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Posted February 26, 2004
Fine account of imperialist abuse of the Middle East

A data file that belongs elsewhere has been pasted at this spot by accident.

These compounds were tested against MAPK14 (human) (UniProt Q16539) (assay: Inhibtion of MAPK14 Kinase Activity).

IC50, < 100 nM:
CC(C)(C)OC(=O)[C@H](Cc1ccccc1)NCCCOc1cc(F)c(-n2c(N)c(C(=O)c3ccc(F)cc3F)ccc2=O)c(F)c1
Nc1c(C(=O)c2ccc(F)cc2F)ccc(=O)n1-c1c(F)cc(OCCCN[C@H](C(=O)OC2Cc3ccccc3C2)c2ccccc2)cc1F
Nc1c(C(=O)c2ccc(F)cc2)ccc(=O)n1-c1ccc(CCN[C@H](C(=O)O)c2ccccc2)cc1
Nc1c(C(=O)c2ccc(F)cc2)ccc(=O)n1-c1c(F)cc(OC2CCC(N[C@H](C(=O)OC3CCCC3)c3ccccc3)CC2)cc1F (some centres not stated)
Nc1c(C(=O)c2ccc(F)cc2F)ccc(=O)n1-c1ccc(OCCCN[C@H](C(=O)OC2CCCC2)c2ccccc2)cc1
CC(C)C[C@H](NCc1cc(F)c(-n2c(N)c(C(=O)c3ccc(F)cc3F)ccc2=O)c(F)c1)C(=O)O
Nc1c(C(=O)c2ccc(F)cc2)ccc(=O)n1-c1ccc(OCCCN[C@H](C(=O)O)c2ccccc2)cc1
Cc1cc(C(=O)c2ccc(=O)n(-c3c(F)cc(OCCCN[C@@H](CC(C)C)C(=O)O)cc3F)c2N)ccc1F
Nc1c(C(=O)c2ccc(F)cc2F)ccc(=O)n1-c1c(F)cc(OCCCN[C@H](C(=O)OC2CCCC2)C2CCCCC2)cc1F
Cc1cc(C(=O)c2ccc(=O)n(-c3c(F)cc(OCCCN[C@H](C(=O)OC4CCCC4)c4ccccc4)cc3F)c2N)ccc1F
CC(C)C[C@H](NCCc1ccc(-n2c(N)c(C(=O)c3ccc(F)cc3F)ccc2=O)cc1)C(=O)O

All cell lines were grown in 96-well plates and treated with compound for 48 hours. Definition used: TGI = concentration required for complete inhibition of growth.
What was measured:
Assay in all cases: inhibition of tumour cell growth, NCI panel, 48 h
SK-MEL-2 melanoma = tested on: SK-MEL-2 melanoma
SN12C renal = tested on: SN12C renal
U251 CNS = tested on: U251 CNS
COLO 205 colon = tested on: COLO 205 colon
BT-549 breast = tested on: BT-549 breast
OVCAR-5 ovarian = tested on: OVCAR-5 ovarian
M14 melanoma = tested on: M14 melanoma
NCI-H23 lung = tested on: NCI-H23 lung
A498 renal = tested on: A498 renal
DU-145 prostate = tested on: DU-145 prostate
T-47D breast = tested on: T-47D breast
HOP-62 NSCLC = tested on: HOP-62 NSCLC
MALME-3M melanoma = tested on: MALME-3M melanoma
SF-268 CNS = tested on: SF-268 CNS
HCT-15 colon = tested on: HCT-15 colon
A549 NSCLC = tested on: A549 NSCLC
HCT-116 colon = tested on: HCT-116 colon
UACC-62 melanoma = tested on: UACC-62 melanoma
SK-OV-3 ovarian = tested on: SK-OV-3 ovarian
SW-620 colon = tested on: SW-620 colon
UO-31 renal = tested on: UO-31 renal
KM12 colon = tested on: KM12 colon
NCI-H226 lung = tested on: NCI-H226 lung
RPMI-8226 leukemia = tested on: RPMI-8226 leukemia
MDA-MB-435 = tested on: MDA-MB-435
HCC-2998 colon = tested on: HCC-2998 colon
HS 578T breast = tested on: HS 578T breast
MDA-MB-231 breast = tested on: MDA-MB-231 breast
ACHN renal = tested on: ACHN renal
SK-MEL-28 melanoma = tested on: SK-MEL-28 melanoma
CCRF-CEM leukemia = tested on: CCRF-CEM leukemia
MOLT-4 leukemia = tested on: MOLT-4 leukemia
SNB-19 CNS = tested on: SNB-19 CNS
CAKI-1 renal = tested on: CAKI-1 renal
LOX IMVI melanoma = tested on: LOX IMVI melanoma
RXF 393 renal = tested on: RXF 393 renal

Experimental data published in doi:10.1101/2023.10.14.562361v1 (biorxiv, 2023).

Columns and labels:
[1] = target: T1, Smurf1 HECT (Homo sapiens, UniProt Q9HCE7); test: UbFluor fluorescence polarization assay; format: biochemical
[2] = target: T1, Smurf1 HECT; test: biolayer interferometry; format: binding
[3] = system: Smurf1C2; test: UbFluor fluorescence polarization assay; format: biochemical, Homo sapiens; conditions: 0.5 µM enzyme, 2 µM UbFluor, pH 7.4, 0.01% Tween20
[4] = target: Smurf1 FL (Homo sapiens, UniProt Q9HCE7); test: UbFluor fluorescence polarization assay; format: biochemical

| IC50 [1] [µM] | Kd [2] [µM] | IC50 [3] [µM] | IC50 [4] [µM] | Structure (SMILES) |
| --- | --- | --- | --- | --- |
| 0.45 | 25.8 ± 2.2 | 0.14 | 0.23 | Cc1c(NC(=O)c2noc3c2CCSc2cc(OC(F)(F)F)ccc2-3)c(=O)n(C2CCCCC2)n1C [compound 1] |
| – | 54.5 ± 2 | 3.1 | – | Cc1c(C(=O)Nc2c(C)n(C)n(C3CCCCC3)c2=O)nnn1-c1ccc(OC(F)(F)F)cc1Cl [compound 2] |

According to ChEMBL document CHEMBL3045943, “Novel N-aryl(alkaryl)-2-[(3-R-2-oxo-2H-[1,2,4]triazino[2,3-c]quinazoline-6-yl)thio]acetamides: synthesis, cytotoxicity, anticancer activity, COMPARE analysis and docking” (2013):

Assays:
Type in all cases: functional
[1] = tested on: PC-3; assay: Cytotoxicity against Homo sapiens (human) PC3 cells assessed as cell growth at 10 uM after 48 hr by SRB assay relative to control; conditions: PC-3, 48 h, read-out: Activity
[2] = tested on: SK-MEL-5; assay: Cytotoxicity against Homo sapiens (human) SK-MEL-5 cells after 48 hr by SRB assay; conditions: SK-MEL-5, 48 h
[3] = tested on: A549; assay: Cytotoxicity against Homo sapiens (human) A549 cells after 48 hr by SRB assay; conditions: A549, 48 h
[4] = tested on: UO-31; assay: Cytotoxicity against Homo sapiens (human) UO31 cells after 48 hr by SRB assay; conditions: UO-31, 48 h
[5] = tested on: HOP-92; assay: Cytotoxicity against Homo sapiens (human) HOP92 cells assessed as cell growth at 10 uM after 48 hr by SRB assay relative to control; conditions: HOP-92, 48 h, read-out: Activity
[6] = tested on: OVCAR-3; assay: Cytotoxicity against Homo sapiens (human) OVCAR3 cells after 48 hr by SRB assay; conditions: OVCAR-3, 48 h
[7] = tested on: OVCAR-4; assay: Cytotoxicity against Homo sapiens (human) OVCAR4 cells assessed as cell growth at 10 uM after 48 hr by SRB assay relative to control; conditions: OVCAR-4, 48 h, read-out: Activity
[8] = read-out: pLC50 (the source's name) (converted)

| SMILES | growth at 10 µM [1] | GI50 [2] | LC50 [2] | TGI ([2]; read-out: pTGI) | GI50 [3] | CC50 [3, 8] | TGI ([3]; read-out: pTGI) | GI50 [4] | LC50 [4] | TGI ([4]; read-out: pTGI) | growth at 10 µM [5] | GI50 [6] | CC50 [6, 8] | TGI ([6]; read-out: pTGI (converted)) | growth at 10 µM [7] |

This book charts the malign effects of British, French and later US imperial interference in the Middle East, from 1900 to 1960. But in common with many recent historians, the author takes far too rosy a view of the Empire, an approach not unrelated to his consistent anti-Soviet bias. Keay vividly depicts how the British, French and US states interfered in Egypt, Israel/Palestine, Iraq, Syria, Jordan, Iran and Lebanon for oil, military bases and power, always claiming the purest and most democratic of motives. But their autocratic and imperial rule betrayed those countries¿ aspirations for democracy and sovereignty. For example, successive British governments tried to rule Iraq after World War One through a series of constitutional fictions uncannily similar to the US state¿s efforts today. In 1919, Arnold Wilson, Britain¿s Acting Civil Commissioner, set up municipal councils and (purely advisory) divisional councils. The British state preferred a Sunni oligarchy to a Shia democracy, so Wilson prevented any elections, claiming that the `premature¿ election of an Iraqi government with real power would be `the antithesis of democratic Government¿. The Iraqis objected to these anti-democratic and anti-national shenanigans and in 1920 rose in revolt: British forces killed 10,000 of them. In 1921, Britain¿s new High Commissioner, Sir Percy Cox, appointed a Council of Ministers and told them to ask ex-king Faysal of Syria to become Iraq¿s king. Cox then arranged a plebiscite asking the `better sort¿ of Iraqis to endorse his choice, and removed the other candidates. Under British supervision, Faysal won 96% of the votes. The British state brought not democracy, but death and destruction to Iraq. Why was it really there? The answer, in a word, was oil. Yet the Minister for War and the Colonies, Winston Churchill, told the House of Commons in December 1920, ¿The idea that HMG would have gone through all the difficulties they have gone through, faced all the expenses and burdened themselves with all the military risks and exactions in order to secure some advantage in regard to some oilfields ¿ is ¿ too absurd for acceptance.¿ It is perhaps less absurd than the notion that they would have gone to all that trouble if Iraq had no oil. In 1924, the Admiralty informed Foreign Secretary Lord Curzon, ¿from a strategical point of view, the essential point is that Great Britain should control the territories on which the oilfields are situated.¿ Five weeks later, Curzon lied to The Times, ¿Oil had not the remotest connexion with my attitude, or with that of His Majesty¿s Government, over Mosul.¿ The British state¿s abuse of Iraq was typical of the way the British, French and US states mistreated the peoples of the Middle East. These states continually sought to justify their interference by blaming the peoples for the region¿s troubles. However, as Albert Einstein told an Anglo-American Committee of Enquiry on Palestine, ¿It was the British presence that perpetuated the troubles, not, as received opinion had it, the troubles that perpetuated the need for a British presence.¿ This book helps us to understand why capitalist ruling classes continually resort to empire, and why some people in the Middle East resort to terrorism, but to understand both is to condone neither. Last century¿s imperialist interventions in the Middle East created lasting bitterness. Reruns of aggression and occupation today only worsen life for all the Middle East¿s peoples, adding to the bitterness and increasing the dangers of terrorism.
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